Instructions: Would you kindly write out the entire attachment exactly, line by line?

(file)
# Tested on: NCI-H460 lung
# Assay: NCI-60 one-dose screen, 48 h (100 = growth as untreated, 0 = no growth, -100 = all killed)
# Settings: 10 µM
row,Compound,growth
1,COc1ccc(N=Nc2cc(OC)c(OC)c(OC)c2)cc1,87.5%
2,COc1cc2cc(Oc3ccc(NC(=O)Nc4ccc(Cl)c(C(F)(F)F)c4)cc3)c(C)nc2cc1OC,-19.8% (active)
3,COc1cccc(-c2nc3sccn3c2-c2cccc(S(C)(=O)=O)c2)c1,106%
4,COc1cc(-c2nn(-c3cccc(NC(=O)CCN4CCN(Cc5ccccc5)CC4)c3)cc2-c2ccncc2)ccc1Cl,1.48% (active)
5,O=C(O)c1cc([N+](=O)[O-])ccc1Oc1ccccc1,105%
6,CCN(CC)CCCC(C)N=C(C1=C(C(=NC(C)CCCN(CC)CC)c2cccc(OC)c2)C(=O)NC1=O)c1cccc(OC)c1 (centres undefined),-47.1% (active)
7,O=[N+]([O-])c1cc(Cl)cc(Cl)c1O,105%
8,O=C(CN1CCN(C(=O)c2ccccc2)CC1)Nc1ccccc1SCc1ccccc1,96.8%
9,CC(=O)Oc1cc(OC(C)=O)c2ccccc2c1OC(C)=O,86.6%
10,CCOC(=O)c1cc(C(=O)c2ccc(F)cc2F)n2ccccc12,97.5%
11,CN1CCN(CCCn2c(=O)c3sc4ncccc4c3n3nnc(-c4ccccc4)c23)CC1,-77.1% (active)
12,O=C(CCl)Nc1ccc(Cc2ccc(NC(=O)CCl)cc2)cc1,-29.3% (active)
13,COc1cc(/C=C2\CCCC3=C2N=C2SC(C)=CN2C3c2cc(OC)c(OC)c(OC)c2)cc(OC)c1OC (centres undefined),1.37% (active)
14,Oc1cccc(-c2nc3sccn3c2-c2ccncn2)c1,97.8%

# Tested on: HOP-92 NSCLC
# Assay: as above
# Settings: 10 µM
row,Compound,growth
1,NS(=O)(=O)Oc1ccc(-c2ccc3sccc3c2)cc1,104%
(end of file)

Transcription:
# Tested on: NCI-H460 lung
# Assay: NCI-60 one-dose screen, 48 h (100 = growth as untreated, 0 = no growth, -100 = all killed)
# Settings: 10 µM
row,Compound,growth
1,COc1ccc(N=Nc2cc(OC)c(OC)c(OC)c2)cc1,87.5%
2,COc1cc2cc(Oc3ccc(NC(=O)Nc4ccc(Cl)c(C(F)(F)F)c4)cc3)c(C)nc2cc1OC,-19.8% (active)
3,COc1cccc(-c2nc3sccn3c2-c2cccc(S(C)(=O)=O)c2)c1,106%
4,COc1cc(-c2nn(-c3cccc(NC(=O)CCN4CCN(Cc5ccccc5)CC4)c3)cc2-c2ccncc2)ccc1Cl,1.48% (active)
5,O=C(O)c1cc([N+](=O)[O-])ccc1Oc1ccccc1,105%
6,CCN(CC)CCCC(C)N=C(C1=C(C(=NC(C)CCCN(CC)CC)c2cccc(OC)c2)C(=O)NC1=O)c1cccc(OC)c1 (centres undefined),-47.1% (active)
7,O=[N+]([O-])c1cc(Cl)cc(Cl)c1O,105%
8,O=C(CN1CCN(C(=O)c2ccccc2)CC1)Nc1ccccc1SCc1ccccc1,96.8%
9,CC(=O)Oc1cc(OC(C)=O)c2ccccc2c1OC(C)=O,86.6%
10,CCOC(=O)c1cc(C(=O)c2ccc(F)cc2F)n2ccccc12,97.5%
11,CN1CCN(CCCn2c(=O)c3sc4ncccc4c3n3nnc(-c4ccccc4)c23)CC1,-77.1% (active)
12,O=C(CCl)Nc1ccc(Cc2ccc(NC(=O)CCl)cc2)cc1,-29.3% (active)
13,COc1cc(/C=C2\CCCC3=C2N=C2SC(C)=CN2C3c2cc(OC)c(OC)c(OC)c2)cc(OC)c1OC (centres undefined),1.37% (active)
14,Oc1cccc(-c2nc3sccn3c2-c2ccncn2)c1,97.8%

# Tested on: HOP-92 NSCLC
# Assay: as above
# Settings: 10 µM
row,Compound,growth
1,NS(=O)(=O)Oc1ccc(-c2ccc3sccc3c2)cc1,104%